He skilfully outflanked his political rivals by letting it be known he sympathised with the protestors, by wearing revolutionary colours and attending a funeral for those killed in the riots. Various models of assembly were summoned, and the one Prussia settled on was a bicameral legislature with a lower house known as the Landtag. This Landtag would eventually come into conflict with the King, and that conflict would begin in earnest the career of Otto von Bismarck, but in 1848 those events were some decades away. 

The other states in the German Confederation (a successor to the Holy Roman Empire that had been established after Napoleon’s defeat) also witnessed various protests and rebellions. The middle classes aligned with the workers to demand greater economic and political rights. Most rulers, however, were able to use their armies to defeat the uprisings and force liberal leaders into exile. Neighbouring countries also underwent enormous change; Denmark introduced both the Danish Constitutional Monarchy and the Constitution of Denmark, while in the Netherlands, political reforms paved the way for democracy. In Germany itself, however, rulers and their respective armies were largely able to subdue protests.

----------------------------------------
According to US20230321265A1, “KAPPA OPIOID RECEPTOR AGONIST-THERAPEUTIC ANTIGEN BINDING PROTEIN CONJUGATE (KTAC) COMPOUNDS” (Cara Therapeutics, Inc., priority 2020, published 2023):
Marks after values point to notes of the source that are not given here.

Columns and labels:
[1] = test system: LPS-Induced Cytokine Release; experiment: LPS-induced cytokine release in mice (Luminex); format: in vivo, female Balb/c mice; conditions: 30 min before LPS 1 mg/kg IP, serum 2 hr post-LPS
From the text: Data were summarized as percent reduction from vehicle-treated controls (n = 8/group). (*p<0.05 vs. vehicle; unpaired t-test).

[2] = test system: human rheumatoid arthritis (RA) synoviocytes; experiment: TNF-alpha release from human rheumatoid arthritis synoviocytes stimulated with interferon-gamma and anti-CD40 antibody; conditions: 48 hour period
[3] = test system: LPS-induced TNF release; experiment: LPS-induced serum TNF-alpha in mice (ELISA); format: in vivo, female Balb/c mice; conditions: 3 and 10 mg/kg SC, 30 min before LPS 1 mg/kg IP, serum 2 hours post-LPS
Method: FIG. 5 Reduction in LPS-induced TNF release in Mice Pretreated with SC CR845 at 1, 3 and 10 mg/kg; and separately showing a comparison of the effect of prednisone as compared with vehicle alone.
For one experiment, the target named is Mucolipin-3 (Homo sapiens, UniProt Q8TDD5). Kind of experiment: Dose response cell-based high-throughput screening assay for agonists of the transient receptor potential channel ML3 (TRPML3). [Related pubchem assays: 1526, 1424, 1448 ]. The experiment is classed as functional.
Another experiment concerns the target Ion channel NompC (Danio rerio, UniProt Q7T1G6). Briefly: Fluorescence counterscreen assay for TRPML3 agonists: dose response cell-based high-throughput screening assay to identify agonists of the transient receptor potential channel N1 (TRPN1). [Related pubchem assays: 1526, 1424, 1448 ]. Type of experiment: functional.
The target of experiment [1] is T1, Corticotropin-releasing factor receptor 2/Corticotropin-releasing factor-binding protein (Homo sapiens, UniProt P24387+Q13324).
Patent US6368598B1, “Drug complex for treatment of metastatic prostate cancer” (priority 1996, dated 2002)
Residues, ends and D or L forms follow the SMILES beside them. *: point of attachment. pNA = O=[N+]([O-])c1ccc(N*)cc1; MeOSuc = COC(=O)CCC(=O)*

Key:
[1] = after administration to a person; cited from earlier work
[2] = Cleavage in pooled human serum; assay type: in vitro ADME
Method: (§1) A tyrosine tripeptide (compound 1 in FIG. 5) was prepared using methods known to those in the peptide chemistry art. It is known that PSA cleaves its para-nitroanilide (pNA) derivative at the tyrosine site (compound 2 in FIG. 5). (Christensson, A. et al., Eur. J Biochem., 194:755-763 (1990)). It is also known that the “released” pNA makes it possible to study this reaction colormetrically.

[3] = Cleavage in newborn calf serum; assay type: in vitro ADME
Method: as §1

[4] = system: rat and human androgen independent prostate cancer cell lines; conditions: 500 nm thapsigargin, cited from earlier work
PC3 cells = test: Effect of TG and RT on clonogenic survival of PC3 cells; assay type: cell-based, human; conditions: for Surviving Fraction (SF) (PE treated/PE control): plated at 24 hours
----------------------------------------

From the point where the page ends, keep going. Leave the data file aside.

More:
Yet while progress towards liberalism was minimal, German nationalism received a significant boost. By popular demand, the Frankfurt National Assembly met to draft a new constitution for a united German nation. The great question was whether Austria ought to be considered a part of this new nation – most nationalists viewed German-speaking Austrians as kinsmen, and wished for this new state to include them, but had no desire for the non-German-speaking elements of the sprawling Austrian empire to be also included. Unfortunately, the Habsburgs had no intention of gaining Germany at the cost of most of their empire, meaning this new state would not be under the control of Austria.